Iodine is an important micronutrient for human and animal health. Many people across the world however, do not have any or limited access to iodine. Iodized salt is one of the most successful ways to supply iodine to the population. Iodine deficiency can lead to various critical health conditions, especially in the fetus and in young children. Suprasel asked Attilio Caligiani, Director General of the World Iodine Association, what a shortage of iodine means for the world population and how salt can help to prevent this.
Attilio Caligiani is the Director General of the World Iodine Association (WIA). This is a non-profit organization representing the interests of the iodine value chain – from producers to users – towards industry and governmental bodies.The association acts as a central information platform about the various uses of iodine in human and animal health and nutrition, as well as industrial applications. The WIA has a clear mission: to eradicate iodine deficiency disorders globally. WIA’s members are, among others, large corporations, SMEs (small and medium-sized enterprises) as well as associations from America, Europe and India. As one of its key objectives, WIA also advocates a balanced and optimal iodine nutrition as part of the future public health strategy.
What is iodine and why is it so important?
“Iodine is an essential micronutrient that comes from the food we eat and the water we drink. It is essential for optimal growth development in human fetuses and small children. Iodine is an essential constituent of thyroid hormones. 80 percent of the iodine in the human and animal body is found in the thyroid gland. Iodine deficiency disorders (IDD) occur when iodine is not sufficiently present in the diet. A mild deficiency can cause mental and physical retardation in humans. More severe effects of IDD include goitre, which is a swelling at the front of the neck caused by the increase in size of the thyroid gland. Abnormal physical development and reproductive loss can also occur. However, the iodine content in diets needs to be balanced. Too much iodine can also compromise thyroid function.”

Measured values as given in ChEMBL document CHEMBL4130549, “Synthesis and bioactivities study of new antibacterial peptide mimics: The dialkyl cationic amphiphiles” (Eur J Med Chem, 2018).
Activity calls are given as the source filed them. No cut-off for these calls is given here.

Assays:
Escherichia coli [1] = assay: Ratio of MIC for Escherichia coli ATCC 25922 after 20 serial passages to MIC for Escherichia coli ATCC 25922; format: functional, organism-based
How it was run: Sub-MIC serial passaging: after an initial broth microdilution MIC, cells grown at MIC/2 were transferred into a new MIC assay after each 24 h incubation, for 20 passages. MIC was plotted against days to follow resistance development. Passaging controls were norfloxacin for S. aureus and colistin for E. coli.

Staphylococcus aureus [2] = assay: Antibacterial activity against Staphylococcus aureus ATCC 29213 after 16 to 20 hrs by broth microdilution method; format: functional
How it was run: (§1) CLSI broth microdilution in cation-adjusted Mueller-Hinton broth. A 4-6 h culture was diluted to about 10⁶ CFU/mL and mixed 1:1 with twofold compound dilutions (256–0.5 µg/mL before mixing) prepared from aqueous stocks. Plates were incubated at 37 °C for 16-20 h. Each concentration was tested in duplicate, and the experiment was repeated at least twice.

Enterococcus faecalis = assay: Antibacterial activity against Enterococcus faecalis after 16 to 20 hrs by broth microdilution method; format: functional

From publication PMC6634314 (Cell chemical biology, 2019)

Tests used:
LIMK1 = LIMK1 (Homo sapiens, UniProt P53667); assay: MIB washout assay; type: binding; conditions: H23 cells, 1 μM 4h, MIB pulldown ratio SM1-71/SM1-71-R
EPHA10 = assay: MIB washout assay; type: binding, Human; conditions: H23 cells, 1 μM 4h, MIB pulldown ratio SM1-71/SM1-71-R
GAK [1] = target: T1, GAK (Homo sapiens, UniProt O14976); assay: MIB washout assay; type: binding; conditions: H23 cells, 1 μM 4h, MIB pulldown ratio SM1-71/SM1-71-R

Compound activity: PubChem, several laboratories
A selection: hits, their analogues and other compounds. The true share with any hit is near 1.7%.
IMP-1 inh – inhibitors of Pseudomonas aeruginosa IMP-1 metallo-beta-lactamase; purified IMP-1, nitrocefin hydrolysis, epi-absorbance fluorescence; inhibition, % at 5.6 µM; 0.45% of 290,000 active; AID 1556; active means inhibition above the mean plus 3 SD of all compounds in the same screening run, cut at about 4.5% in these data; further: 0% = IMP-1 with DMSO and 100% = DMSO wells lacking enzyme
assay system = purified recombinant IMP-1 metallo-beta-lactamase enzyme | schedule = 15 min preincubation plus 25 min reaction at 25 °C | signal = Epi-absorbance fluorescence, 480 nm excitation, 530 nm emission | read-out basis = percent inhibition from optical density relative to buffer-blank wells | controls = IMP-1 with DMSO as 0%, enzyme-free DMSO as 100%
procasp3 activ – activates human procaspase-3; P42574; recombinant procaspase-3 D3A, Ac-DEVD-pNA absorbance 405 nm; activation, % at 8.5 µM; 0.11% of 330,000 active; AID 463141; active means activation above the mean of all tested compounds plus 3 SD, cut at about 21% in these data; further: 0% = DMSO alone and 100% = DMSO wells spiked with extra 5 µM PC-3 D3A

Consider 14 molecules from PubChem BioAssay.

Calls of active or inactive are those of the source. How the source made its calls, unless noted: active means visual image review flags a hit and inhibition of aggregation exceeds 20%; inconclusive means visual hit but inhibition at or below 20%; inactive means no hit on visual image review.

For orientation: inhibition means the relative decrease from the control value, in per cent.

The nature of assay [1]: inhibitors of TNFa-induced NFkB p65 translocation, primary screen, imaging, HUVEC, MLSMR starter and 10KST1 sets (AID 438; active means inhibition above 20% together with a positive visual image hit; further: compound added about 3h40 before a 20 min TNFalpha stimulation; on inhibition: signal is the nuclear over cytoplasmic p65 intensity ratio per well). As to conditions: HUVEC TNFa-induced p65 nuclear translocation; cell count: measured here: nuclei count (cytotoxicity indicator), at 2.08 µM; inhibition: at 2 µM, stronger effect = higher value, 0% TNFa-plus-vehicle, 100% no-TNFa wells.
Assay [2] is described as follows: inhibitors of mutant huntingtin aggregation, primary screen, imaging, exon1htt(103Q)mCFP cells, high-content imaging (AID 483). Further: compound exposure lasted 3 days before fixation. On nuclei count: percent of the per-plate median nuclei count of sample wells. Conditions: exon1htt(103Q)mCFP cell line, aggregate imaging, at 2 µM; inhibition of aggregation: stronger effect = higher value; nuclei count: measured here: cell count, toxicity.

What is the importance of iodine in salt?
“Iodine in itself is found in certain foods such as sea fish, dairy and eggs. In addition to that, iodine is often added to salt. Iodized salt is frequently used in bakery products and meat. In these cases, salt is used for the fortification of these foods. Iodized salt is used as table salt and for food preservation, and its use in bread production in the form of potassium iodide or potassium iodate is one of its oldest, widely known applications.
As a result of the salt-iodization programmes, approximately 70% of households worldwide use iodized salt, ranging from almost 90% of households in South America to less than 50% in Europe and the Eastern Mediterranean regions. Adding iodine to salt is a very cost-effective way to fortify food and as a result, to decrease chances of IDD. Moreover, salt is a product that many people use every day. Iodized salt is available in supermarkets as standard table salt.
In the United States and Europe, salt manufacturers have been adding iodine to table salt and salt for use in food applications since the 1920s. Nowadays, more than 100 countries support salt iodization programs.
For food fortification purposes, there is no difference between rock, sea and vacuum salts, all of them can be used. In order to contribute significantly to the daily intake of iodine, each kilogram of salt should be manufactured with 20 to 30 micrograms of iodine.”
What is the trend in global salt production?
“The global salt consumption is decreasing”, says Caligiani. “The medical community for example agrees that in order to prevent cardiovascular disease, the overall intake of salt needs to decrease. Even though people tend to consume less salt, the number of people that consume salt is increasing. However, a balance between consuming less salt and getting enough iodine from salt remains necessary. Governments play a crucial role in ensuring this balance.”
How much iodine should adults and children consume daily?